Fantasy Football 2012: So-Called Stars Who Will Be Exposed as Frauds
Some NFL players just don’t measure up to the pre-draft hype.
Fantasy football participants tend to overreach in hopes of snagging someone with superstar potential. Although Michael Vick and Darren McFadden could offer first-round value, injuries often derail their production and make the decision to draft them a dicey call.
At the right price, these players are worthy of a speculative pick, but both players are still ranked besides safer studs.
Injuries or simply a misconception of a player’s talent or current situation causes these players to obtain higher recognition than they deserve. The following players are overvalued in early rankings and should not be chosen that early on draft day.
Vick, who some drafters selected as high as No. 1 overall last year, whiffed in a big way last year. Many fantasy owners displaying a selective memory are trying to pretend his ugly season never happened.
In a highly improbably comeback year, Vick took the league by storm during the 2010-11 season. In addition to rushing for 676 yards with nine touchdowns, he threw 21 touchdowns and only six interceptions in 12 games. His career-high 62.6 completion percentage was uncharacteristic of a passer who often struggled with accuracy, and those problems rose back to the surface last year.
As his touchdown total plunged from 30 to 19, including just one rushing score, his interceptions bloated to 14. He did remain consistent in one area, but unfortunately the one constant in Vick’s game has been his inability to stay on the field.
Vick, who has participated in all 16 games in merely one of his nine seasons, missed three contests last year. Since Vick is an undersized quarterback who regularly scrambles out of the pocket where he no longer receives watchful protection from referees, he will continue to put his body in danger and risk sustaining injuries.
While Vick certainly offers vast upside as a pick that could potentially win your league if everything falls into place, the risk hardly seems warranted since you have to draft him over accomplished studs in Eli Manning, Tony Romo and Phillip Rivers. It’s your team, so nobody is going to stop you from taking the “go big or go home” approach, but Vick will likely be more of a big headache than a reward.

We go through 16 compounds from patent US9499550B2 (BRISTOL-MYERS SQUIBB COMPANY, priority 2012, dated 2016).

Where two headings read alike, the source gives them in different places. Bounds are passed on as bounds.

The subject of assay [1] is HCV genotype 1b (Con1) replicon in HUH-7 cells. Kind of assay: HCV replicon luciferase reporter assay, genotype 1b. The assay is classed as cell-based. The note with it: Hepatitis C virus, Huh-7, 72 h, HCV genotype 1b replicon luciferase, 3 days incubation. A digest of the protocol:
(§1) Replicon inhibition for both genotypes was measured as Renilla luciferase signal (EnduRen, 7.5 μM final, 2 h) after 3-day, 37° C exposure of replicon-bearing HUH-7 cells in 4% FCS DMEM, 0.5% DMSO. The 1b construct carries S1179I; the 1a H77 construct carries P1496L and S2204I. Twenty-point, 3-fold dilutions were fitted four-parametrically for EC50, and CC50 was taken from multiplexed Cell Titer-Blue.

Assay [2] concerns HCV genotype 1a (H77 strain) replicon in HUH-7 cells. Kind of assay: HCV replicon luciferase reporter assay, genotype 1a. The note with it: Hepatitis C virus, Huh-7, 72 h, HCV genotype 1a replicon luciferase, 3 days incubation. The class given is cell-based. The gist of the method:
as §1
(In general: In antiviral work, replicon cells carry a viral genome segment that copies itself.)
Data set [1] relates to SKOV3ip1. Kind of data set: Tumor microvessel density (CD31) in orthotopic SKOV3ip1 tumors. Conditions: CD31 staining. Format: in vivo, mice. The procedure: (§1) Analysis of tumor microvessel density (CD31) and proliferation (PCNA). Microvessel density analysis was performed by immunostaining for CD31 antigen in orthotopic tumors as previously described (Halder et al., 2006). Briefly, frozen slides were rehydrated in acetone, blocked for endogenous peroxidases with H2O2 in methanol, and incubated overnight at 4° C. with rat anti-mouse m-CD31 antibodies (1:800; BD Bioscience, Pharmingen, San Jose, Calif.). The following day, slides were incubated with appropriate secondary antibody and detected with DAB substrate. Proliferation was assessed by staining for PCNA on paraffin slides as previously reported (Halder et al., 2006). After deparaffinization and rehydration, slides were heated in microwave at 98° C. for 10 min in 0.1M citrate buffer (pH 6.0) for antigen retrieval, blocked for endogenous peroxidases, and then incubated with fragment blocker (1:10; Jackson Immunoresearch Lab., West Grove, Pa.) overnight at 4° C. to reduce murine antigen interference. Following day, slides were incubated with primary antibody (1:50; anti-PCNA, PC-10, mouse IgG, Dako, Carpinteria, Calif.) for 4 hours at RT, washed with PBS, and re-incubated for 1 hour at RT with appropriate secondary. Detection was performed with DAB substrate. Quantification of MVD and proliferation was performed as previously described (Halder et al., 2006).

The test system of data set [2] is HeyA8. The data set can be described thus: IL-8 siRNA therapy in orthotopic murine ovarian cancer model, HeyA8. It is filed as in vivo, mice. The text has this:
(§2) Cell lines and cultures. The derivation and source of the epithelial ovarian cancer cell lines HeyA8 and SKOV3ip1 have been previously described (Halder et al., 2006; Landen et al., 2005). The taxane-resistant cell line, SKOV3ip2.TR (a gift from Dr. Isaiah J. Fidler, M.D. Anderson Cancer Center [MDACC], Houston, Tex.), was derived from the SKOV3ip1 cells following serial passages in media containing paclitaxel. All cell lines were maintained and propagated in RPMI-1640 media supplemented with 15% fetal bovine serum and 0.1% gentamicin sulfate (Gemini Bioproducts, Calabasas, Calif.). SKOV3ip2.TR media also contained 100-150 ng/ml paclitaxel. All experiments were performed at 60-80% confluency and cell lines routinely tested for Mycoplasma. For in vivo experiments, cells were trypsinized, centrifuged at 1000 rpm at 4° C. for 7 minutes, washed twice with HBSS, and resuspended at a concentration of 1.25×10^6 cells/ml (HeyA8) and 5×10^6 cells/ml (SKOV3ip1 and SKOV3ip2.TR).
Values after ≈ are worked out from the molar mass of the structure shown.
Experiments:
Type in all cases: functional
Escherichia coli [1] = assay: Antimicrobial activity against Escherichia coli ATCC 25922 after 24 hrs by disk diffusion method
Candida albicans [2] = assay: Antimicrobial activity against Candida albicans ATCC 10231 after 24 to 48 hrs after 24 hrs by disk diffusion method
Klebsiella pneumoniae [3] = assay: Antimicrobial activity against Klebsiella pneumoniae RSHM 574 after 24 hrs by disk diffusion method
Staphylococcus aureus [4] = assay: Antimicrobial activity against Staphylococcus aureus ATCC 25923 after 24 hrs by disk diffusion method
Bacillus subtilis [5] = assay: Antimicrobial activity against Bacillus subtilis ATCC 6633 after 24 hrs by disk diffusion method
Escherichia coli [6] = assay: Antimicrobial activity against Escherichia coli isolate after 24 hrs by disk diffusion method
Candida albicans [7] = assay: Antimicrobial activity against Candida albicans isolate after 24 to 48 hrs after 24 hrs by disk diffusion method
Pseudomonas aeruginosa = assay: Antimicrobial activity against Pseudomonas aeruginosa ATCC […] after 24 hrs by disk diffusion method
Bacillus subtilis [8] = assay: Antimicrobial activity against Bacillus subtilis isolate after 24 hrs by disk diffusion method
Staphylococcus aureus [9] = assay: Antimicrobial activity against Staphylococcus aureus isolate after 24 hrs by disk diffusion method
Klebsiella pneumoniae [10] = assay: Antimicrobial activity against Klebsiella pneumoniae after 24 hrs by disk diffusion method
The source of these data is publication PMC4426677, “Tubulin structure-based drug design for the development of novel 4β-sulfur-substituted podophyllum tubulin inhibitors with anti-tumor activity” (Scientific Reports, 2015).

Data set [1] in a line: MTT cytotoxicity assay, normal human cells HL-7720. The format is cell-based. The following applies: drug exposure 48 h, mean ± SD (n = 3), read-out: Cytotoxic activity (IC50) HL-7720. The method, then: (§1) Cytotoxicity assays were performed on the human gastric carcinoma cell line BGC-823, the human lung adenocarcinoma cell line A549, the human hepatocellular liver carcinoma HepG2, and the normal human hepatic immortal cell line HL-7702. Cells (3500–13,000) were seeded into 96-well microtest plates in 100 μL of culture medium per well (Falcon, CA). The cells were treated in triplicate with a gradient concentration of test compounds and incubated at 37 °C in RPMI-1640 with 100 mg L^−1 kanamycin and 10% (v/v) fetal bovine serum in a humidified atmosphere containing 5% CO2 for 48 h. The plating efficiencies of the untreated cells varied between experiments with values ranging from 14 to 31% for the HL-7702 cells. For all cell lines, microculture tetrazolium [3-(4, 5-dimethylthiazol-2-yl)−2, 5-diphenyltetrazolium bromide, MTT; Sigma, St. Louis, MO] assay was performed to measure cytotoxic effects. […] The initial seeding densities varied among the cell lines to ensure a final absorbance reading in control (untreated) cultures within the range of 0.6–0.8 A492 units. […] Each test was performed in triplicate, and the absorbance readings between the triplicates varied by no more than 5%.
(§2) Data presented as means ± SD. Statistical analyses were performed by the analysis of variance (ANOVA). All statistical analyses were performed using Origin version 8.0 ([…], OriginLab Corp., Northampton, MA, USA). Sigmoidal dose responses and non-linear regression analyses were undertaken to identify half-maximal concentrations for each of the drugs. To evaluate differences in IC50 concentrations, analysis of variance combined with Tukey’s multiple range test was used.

For some reason, the folks at Yahoo!, especially Andy Behrens, like Jay Cutler a whole lot this season.
Don’t get caught in his trap. Cutler is a solid, slightly above-average quarterback who demonstrates flashes of brilliance that never last.
The 29-year-old passer has only exceeded 4,000 yards once during his career, and he needed 616 attempts to reach that plateau. With exception to his 4,526 yards from the 2008-09 season, Cutler’s next best total is 3,666.
He posted an uninspiring 58.0 completion percentage in 10 games last year before a broken thumb cut his season short.
Often scrutinized to an escalated amount, as most evident by critics bashing him for not playing while hurt during the NFC Conference Championship in 2011, Cutler has taken an unfair beating in the press. The boring truth that won’t draw in controversy and ratings is that Cutler is a good quarterback. Not bad, not elite, and probably not even Pro-Bowl caliber unless some of the more prominent names falter. Just good.
Even though he is reunited with star wideout Brandon Marshall, Cutler is not a top-ten quarterback in fantasy football. Marshall’s presence provides Cutler with a much-welcomed target to open up Chicago’s passing attack, but there is still an array of other quarterbacks (Romo, Rivers, either Manning, Matt Ryan and Ben Roethlisberger) worthy of a higher selection.
If healthy, McFadden could tear up the league and finish as a top—maybe even the best—running back in football.
Although it’s just a tiny two-letter word, that "if" is massive and should cause drafters to approach the rusher with caution. Instead, many owners are picking him in the second round. On Mock Draft Central, McFadden is selected at an average draft position of 13.88.
Run-DMC was well on his way to achieving another remarkable year before a Lisfranc sprain ended his season after seven weeks. McFadden topped his 5.2 yards per carry from the previous season by averaging 5.4 yards per attempt last year.